Photo: Michael Brace
When a former Japanese boarding school on the banks of the Grand Union Canal in Milton Keynes was redeveloped as housing, it was felt that the Gyosei International School should be remembered in the form of an art trail, which now runs alongside the canal. The trail features eight installations and artworks celebrating the history of their location, and each offers something new for visitors to think about as they meander alongside the canal. Art often provokes unconscious thought, and coupled with the peaceful canalside location, this art trail offers an arena for the sort of contemplation that it can be difficult to find in our hectic modern world.
The artworks are themed to reflect nature, canal history or Japan. They include mosaics, sculptures and enamel prints. The canal’s history is represented by Andrew Kay’s metal sculpture that captures the outline of a shire horse as it pulls an imaginary barge along the canal. The horse is unmistakably physical but is seen only in outline, as if it were a ghost, allowing us to contemplate the past, and history’s place in shaping our present.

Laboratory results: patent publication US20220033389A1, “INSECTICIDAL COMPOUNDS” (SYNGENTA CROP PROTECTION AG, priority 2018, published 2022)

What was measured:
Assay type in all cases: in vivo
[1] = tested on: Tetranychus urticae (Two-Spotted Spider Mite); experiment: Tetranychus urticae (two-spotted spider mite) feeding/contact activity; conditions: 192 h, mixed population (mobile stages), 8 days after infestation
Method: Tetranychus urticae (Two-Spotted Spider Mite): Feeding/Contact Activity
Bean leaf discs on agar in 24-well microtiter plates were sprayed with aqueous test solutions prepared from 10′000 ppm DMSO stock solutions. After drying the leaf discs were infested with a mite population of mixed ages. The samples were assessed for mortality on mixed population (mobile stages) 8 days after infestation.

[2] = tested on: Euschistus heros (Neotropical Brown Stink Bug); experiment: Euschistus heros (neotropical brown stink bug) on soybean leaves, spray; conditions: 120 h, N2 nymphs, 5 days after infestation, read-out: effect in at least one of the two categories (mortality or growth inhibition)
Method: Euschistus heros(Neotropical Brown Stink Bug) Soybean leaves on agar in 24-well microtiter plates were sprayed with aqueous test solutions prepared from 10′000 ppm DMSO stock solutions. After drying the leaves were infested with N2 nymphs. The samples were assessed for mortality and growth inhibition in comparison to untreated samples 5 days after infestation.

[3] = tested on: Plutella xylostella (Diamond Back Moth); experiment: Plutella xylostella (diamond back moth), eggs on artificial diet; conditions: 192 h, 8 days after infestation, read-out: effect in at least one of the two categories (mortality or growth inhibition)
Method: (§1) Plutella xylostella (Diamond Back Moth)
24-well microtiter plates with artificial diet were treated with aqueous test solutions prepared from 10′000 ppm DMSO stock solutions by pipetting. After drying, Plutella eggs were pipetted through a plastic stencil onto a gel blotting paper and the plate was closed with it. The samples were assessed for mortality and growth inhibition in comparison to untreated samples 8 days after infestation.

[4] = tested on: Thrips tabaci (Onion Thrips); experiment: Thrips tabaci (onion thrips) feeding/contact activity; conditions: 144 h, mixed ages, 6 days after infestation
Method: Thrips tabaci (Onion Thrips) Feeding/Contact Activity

Other artists have focused on the canal’s wildlife. Jeremy Turner created a colourful carved wooden bench that depicts fish, waterfowl and insects, while Rob Griffiths carved an oak bench on which sits a gigantic frog. Both of these artworks allow the visitor to sit and think about life, nature, art and the canal.
Laura Boswell’s enamel panels also feature the birds and plants of the canal, but she presents them in a Japanese style. They are placed so they reflect in the water of the canal. Ptolemy Elrington’s sculpture is of a hovering dragonfly that soars over the canal and was made from discarded shopping trolleys, while Linda Johns has hung man-made spider webs in the trees using fine wire and natural material.
These artworks collectively bring a dash of colour to the towpath while also give us something to think about, and commemorating the Gyosei International School, which closed in 2002. The local parish council wishes to construct a second stage of the trail, which will feature a 20-metre Japanese gateway and a seat that looks like a canal barge.
You can find the Gyosei Art Trail on the Grand Union Canal between Monks Way and Portway.